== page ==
“Things which matter most must never be at the mercy of things which matter least.”
What is the most important thing?
What is the one thing I should know about you?
What is the one idea (or word) that captures your brand?
If you could tell me one thing about your business/company, what would it be?
<fill in your own here>
I reject all of those questions.
This is my rejection of the one thing.
Nothing truly interesting is made up of one thing, but worse, once things get reduced to one aspect it becomes not ruthless simplicity, but rather a terrifying simplicity.
One thing degrades life by its very simplicity by making all activity subservient solely on the motives of the one thing.
One thing encourages a fanaticism about the means employed to reach a simplistic objective of uncertain wisdom to attaining a larger objective whether it be profitability or some greater good.
One thing devolves thinking rather than evolving it. Thinking, in the absence of freedom, will inevitably arc toward whatever fulfills the one thing at the expense of many of other things that could not only add value, but be OF value.
It is intellectual weakness.
Institutionalizing ‘one thing’ means institutionalizing lack of thought or non-responsibility. The one thing becomes the default for any, and every, decision. Creativity and freedom of thought is suffocated by the majority of non-risk taker, CYA people lurking in every hallway. People have no responsibility to anything but things in service of the one thing.
This institutionalizing reduces reality to one thing and one thing only. Everyone knows what to do – whatever produces that one thing; and you know what to avoid – whatever reduces the one thing. There is no confusion on the issue in any discussion of whether a particular action maybe conducive to a greater well being or moral aesthetic or cultural enrichment.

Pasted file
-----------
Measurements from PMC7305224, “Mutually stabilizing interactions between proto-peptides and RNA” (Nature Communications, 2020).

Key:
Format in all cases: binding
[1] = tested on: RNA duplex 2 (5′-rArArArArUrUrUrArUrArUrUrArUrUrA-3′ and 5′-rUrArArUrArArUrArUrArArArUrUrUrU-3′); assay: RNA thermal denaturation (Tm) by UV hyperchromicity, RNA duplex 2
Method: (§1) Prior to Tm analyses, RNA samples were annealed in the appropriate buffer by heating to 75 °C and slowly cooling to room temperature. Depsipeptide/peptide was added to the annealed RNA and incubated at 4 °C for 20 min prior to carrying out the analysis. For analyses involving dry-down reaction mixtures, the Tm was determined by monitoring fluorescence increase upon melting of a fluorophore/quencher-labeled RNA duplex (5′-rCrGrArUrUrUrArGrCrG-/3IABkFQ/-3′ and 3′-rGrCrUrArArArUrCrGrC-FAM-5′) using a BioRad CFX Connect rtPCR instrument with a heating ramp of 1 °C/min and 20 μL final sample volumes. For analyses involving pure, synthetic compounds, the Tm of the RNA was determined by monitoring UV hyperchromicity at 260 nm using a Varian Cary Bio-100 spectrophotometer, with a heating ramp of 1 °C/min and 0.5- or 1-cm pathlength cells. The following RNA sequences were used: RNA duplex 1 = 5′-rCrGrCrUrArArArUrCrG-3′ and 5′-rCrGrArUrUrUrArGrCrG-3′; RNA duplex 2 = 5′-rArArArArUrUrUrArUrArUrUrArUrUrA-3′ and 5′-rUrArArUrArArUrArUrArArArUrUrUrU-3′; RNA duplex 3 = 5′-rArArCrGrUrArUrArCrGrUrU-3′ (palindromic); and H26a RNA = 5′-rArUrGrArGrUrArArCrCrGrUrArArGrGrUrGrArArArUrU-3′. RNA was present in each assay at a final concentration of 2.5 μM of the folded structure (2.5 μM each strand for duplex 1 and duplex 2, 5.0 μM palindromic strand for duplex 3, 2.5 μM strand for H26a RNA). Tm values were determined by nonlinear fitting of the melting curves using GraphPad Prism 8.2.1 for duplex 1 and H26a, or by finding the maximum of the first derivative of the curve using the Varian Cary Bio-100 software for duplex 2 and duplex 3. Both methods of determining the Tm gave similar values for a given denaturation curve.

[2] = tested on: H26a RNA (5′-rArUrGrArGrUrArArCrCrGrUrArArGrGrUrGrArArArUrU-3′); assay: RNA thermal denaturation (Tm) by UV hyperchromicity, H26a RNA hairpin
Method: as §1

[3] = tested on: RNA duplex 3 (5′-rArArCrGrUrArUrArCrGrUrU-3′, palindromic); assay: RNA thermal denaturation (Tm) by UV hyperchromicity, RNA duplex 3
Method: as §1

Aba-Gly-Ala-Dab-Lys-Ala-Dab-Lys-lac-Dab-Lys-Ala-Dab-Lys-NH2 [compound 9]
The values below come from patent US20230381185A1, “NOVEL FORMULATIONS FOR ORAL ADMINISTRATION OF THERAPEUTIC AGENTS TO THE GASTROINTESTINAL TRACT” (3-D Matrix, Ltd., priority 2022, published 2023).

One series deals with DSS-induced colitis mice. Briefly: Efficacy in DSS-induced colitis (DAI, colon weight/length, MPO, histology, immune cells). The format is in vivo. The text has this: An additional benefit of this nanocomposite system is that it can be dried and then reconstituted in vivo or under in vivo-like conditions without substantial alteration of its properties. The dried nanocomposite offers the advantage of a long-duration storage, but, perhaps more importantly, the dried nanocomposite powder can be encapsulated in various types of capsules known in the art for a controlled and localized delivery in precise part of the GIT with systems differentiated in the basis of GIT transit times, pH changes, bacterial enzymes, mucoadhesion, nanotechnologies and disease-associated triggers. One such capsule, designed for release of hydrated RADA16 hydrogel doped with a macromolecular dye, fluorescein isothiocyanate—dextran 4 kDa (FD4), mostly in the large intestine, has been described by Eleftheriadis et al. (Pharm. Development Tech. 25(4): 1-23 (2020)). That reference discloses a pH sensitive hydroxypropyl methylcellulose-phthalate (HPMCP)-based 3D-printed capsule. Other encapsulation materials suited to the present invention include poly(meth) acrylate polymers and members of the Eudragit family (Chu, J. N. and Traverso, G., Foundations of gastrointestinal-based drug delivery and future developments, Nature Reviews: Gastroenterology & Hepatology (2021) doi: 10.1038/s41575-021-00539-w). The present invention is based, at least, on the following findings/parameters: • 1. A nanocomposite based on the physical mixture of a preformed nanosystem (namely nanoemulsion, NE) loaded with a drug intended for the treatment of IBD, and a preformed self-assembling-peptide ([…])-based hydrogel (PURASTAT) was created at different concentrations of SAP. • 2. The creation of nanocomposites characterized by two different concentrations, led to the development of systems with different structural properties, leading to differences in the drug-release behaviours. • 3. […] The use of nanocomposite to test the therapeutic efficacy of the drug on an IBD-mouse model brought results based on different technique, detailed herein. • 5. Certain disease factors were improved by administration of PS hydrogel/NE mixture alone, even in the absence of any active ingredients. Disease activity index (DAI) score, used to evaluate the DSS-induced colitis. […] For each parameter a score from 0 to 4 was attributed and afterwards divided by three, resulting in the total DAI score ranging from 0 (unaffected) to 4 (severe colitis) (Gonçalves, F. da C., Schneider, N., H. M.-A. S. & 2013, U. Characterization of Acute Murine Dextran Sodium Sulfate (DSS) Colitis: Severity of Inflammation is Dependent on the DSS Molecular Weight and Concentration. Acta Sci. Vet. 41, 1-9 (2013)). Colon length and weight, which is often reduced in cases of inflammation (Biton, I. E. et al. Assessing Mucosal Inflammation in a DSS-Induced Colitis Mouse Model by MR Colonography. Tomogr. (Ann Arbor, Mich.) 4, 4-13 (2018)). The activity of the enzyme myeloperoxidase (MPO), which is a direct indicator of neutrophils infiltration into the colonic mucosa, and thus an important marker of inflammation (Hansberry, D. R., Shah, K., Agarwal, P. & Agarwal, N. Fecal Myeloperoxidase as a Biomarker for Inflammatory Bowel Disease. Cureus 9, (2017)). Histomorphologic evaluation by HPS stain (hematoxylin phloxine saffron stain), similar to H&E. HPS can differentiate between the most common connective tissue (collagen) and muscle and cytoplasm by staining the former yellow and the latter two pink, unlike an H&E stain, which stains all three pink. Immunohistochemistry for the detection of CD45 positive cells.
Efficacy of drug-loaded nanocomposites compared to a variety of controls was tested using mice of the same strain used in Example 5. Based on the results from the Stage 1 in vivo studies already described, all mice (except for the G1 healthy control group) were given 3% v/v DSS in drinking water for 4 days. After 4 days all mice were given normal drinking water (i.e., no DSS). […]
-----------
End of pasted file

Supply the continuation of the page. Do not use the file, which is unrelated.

Having said that, one thing certainly fits perfectly within a ‘quantification world’, But it does so at the expense of appreciation of qualitative differences (and value). Measurable but of limiting, reductive, value.
This is a primitive world this ‘one thing.’ It is a reduction of reality under the guise of ‘quality’ while it is actually a tool of ‘consistent quantity.’ One thing is the industrialization of thought.
Yes. Sure. A number of people will stamp their feet indignantly and say “oh no, we do a lot more than that one thing (to a grander benefit than that one thing).” Familiar claims I know. Some justified, some not. Ok. Mostly not. Those ‘things’ (outside of the one thing) can be seen, if you look closely, to be bolted on to the ‘one-thing’ organization as exceptions, not the rule.
** note: while I may be a little harsh on well-intended activity I would note that bolts rust and the first things jettisoned are not the one thing but the things used to soften the one thing.
At its best, it is inefficient precision.
At its ‘not-worst, but bad’’ it creates a fragility to the business.
At its absolute worst it harms society in its pursuit of the one thing at the expense of other meaningful objectives (note: profit is the easiest business example of this).
The strength of one thing is its terrifying simplicity.
It suggests the totality of a brand, a business, a life, can be reduced to one aspect. And while the brand, business, life may be interested in other aspects – perhaps goodness, integrity, greater good, or even truth – as business people you concern yourself only with the one thing. You have no choice but to do so. Not being concerned with the one thing makes you, and your work/thinking/energy have a dubious ROI in the eyes of, well, the people in power and the “one-thingers.”
I reject one thing. We are an abundance of things and the highest value is achieved when not only embracing that multitude but articulating it well.
Of course there are exceptions, but, they are exceptions. Choosing one thing as a filter, not a destination, can have value if you seek coherence instead of consistency. I would point to Dr. Jason Fox’s “Choose One Word/Ritual of Becoming” programme or John Grant’s view on brand molecules/New marketing Manifesto as examples.